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With this code, which is inside a foreach block:

if (!First)
    cmd.Parameters[0].Value = Dept.AccountID;
    cmd.Parameters[1].Value = Dept.AccountName;
    // should this call cmd.Prepare() too?

if (First)
    cmd.Parameters.Add("@account_id", Dept.AccountID);
    First = false;

...I added the comment at the end of the "not first" conditon.

Should Prepare() be called each time, or does the call to Prepare() when First is true suffice for each subsequent loop?

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Did you time it with and without? Was one faster than the other? –  Aaron Bertrand Apr 3 '13 at 22:05
Yes, "with" takes two shakes of a lamb's tail, and "without" takes three swishes of an agitated bobcat's stumpy tail. Or, to put it more succinctly: No. And you are implying that I should, and that would be the answer to my question, but it's not about that to me - I'm sure the time difference would not be noticed by anybdoy. I'm wondering if it may be beneficial or malevolent to do so. –  B. Clay Shannon Apr 3 '13 at 22:14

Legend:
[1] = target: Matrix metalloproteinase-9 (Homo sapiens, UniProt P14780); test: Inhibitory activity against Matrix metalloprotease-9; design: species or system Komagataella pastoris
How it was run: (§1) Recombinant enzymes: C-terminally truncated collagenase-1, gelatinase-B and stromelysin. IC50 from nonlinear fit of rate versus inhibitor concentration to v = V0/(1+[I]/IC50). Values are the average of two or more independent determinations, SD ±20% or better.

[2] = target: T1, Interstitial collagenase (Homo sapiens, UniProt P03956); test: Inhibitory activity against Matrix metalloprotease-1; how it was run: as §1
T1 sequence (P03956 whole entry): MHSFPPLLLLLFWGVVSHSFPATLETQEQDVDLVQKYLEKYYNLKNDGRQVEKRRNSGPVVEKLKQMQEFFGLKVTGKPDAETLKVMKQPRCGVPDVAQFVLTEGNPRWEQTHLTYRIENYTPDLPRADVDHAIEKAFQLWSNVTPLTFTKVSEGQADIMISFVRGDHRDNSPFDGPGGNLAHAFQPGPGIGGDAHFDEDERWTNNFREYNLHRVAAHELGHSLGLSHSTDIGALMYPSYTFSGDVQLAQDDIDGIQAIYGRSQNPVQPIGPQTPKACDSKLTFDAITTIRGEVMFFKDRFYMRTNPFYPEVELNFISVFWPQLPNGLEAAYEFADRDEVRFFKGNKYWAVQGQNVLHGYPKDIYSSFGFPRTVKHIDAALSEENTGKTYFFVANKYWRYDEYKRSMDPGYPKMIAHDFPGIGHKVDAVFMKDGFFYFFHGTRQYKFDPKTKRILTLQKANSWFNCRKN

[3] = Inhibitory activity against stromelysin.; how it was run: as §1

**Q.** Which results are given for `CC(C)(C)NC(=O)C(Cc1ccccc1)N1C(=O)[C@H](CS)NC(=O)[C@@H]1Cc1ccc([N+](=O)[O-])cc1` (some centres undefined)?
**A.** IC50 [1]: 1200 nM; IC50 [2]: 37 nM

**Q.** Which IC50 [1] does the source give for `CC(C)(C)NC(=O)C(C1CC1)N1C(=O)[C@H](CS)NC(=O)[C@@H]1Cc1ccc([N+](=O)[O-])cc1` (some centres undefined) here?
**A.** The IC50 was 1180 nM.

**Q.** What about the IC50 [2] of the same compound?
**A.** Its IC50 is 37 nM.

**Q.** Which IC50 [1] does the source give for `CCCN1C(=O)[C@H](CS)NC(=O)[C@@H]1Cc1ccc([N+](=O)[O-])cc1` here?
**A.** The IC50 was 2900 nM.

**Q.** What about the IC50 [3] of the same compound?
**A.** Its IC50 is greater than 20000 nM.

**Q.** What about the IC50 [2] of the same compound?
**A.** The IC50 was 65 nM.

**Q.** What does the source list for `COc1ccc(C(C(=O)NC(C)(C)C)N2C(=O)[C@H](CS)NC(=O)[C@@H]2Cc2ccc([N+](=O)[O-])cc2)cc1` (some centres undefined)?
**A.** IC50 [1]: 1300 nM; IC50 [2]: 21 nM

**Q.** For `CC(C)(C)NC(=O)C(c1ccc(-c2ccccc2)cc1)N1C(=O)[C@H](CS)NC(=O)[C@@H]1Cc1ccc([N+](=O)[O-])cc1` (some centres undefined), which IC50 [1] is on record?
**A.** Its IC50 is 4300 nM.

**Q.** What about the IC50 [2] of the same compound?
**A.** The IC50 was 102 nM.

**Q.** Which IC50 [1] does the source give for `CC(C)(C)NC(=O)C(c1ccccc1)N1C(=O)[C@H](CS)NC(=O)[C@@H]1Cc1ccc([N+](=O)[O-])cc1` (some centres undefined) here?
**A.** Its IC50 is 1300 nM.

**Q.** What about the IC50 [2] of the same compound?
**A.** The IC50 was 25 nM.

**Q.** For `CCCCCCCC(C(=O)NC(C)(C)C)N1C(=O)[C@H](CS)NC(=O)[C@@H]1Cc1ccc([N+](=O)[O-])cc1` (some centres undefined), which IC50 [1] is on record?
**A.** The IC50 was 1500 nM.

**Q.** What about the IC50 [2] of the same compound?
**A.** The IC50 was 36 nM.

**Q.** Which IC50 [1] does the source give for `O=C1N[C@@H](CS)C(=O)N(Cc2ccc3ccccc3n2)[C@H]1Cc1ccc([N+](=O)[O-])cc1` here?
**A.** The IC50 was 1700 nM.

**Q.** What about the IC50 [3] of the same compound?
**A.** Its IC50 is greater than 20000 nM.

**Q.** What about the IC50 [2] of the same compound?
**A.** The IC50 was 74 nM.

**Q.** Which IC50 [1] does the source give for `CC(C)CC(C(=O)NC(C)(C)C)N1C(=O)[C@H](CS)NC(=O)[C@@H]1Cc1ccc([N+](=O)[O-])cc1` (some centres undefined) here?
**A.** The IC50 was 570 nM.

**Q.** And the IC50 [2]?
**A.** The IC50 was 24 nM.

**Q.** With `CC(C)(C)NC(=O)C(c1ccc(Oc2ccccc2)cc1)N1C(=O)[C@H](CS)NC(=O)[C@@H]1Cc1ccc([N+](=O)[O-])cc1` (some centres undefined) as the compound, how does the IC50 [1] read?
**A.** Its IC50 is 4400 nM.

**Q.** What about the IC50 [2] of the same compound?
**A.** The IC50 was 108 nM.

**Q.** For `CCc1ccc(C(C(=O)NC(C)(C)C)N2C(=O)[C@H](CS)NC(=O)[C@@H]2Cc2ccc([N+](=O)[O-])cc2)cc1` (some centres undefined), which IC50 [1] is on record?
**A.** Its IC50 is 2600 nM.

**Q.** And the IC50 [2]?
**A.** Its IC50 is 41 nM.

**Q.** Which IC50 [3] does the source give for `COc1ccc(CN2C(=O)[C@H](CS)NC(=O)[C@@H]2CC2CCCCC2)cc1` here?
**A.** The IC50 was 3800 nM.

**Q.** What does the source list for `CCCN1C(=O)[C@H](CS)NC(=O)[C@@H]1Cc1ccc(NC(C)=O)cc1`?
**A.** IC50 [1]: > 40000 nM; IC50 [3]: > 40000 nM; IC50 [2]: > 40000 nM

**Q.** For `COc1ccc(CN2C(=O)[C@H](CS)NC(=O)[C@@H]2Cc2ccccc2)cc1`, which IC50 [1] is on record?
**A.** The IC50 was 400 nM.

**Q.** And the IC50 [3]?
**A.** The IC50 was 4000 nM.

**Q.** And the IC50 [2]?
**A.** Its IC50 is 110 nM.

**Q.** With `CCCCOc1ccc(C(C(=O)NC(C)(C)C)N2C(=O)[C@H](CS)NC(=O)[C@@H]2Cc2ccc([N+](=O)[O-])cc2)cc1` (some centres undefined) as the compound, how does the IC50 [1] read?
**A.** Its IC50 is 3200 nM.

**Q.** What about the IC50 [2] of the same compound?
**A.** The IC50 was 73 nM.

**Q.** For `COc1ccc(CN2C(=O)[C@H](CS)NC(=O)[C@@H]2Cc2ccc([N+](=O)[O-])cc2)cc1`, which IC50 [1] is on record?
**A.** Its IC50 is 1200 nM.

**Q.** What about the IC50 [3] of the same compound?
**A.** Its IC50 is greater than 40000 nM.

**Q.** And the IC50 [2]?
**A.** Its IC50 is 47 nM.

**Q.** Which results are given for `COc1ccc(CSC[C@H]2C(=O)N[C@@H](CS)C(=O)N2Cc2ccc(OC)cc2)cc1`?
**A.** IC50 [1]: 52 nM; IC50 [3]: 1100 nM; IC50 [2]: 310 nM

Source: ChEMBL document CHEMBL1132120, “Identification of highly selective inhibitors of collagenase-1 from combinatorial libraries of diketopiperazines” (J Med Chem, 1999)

My point was that you can test it (and there are definitely tools you can use to analyze performance differences that a human wouldn't notice at small scale). Maybe you won't be able to tell the difference, in which case it doesn't really matter. But maybe you will. And that is a better answer for you than someone here suggesting whether you should or shouldn't based on who knows what. –  Aaron Bertrand Apr 3 '13 at 22:15
Yes, I got your point, but I disagree with what is a better answer. –  B. Clay Shannon Apr 3 '13 at 22:40
Then maybe you should phrase your question better. Do you care about performance or do you care about something else? If something else, what specifically? –  Aaron Bertrand Apr 3 '13 at 22:42

1 Answer 1

up vote 1 down vote accepted

It's sufficient to call cmd.Prepare() once. It doesn't care about the parameter values, just the parameter sizes. Calling it multiple times won't cause problems, but it's not necessary either.

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